Today saw a major development in scholarly publishing policy as a group of eleven European national research funders – including UKRI – and the European Commission have formed cOALition S to implement a bold new open access policy – Plan S:

The funders are making a commitment that:

“By 2020 scientific publications that result from research funded by public grants provided by participating national and European research councils and funding bodies, must be published in compliant Open Access Journals or on compliant Open Access Platforms.”

There are at least three radical aspects of Plan S: authors are being required to retain copyright and to publish under an open licence (preferably CC-BY); the funding of OA APCs (where applicable) will be standardised and capped across Europe (and I assume this means a per paper cap); and the ‘hybrid’ model is not compliant.

This is an important new initiative that will build on the experiments around OA over the past 15 years and help to promote the wider dissemination of publicly-funded research within Europe and beyond. The commitment of these major funders to share more widely the fruits of the research they fund is hugely to be commended.

There is already some significant analysis of Plan S online (and as one might expect some of the most detailed and incisive comes from Peter Suber. But three points immediately strike me:

  1. Licensing

The requirement for authors to retain their copyright and only publish with an open licence is a very strong one. Many have felt that the root of a lot of problems with existing scholarly communications systems stem from the fact that authors give their copyright or exclusive licences away to publishers. It will be interesting to see the reaction of authors if they feel that their copyright is being ‘taken’ from them in some sense by this policy, especially as the relationship between researcher and publisher is one where the funder has no formal role. Of course, here in the UK implementation of the UK-SCL could help as a mechanism to aid researchers in compliance – allowing institutions to provide a green OA-compliant route while still allowing the authors to retain their rights.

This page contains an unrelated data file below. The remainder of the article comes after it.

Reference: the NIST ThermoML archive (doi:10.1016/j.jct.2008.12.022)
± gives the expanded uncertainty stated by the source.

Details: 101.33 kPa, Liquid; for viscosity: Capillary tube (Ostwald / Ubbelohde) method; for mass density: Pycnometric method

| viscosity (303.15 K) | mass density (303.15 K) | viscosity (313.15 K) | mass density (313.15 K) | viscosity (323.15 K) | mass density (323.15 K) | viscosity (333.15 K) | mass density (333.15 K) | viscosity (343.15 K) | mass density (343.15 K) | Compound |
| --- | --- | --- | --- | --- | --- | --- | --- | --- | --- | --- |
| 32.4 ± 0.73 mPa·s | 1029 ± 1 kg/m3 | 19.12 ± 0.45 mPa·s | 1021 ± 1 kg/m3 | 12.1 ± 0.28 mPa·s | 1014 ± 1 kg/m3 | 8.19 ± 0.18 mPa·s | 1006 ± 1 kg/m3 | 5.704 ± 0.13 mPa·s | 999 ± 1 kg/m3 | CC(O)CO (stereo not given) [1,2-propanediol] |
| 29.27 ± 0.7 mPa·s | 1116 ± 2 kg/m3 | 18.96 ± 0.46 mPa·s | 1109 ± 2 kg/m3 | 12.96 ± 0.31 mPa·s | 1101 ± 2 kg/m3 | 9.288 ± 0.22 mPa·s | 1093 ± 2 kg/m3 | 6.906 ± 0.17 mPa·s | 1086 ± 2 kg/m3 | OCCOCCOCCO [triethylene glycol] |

1. No Hybrids

This will prove to be, I suspect, one of the most controversial aspects. Certainly, in the UK the relative high OA levels over the past few years have been achieved through authors publishing OA in subscription-based hybrid journals. Already, the publishers are lining up arguments that any restriction on hybrids would impinge on the ‘academic freedom’ of researchers.

Some in the library community may feel that there is a lack of nuance in a blanket ban. Many of us feel that there is a difference between, on the one hand, Elsevier with their lack of any real offsetting deals and, on the other, Springer with their Compact arrangement which appears reasonably priced and administratively simple to manage. Does Plan S treat both of these models similarly and ban them both? If so, are we happy with that, or is there an argument for making a distinction between ‘good’ and ‘bad’ hybrid?  Perhaps the distinction is between country/publisher deals such as SpringerCompact and author/journal arrangements, such as with Elsevier.

  1. UKRI

Of specific interest to the UK is the fact that our main research funder, UKRI, is included as one of the signatories.  Earlier this year, UKRI announced a review of their OA policy and we are expecting that to start later this year or early next.  However, they are now a member of this coalition and have signed up to Plan S.  It would appear clear that, at the very least, UKRI is signalling an intended direction of travel. In their statement today noting the launch of cOAlition S they say:

“This ambition [Plan S] provides the groundwork for UKRI’s forthcoming review which will consider the implementation issues, taking advice from all stakeholders.”

Thus it would appear that the review will centre on the implementation of a Plan S – type scenario and the principles underpinning it, rather than on the nature of any policy UKRI should adopt.

For me this raises an interesting question about what we could call the ‘end of the post-Finch consensus’.  Open access policy in the UK over the past decade (and especially since 2010 when David Willetts became Minister for Universities and Sciences) has been driven by consensus amongst all of the stakeholders – academics and their learned societies, funders, institutions (including their libraries), publishers, etc. The epitome of this consensus-building approach was, of course, the Finch Report and subsequent UUK OA Coordination Group. Many have felt frustrated that the level of compromise required to maintain consensus amongst all of the stakeholders has meant that we have not always been as bold and innovative as we might otherwise have been.

In this case, UKRI has certainly reached the decision to support Plan S and to set it as an ambition outside of any stakeholder consultation or discussion either within the UUK OA Group or more widely. Is this a new phase in the UK’s approach to setting OA policy? Those of us frustrated by the consensus-driven compromises of the past few years may welcome a more robust and independent approach.

So, an important shift in the move towards greater open access. One that will be welcomed within the library community, especially as it signals that UKRI is minded to be bold in its review. But, as ever, the details will be vitally important.

David Prosser, Executive Director, RLUK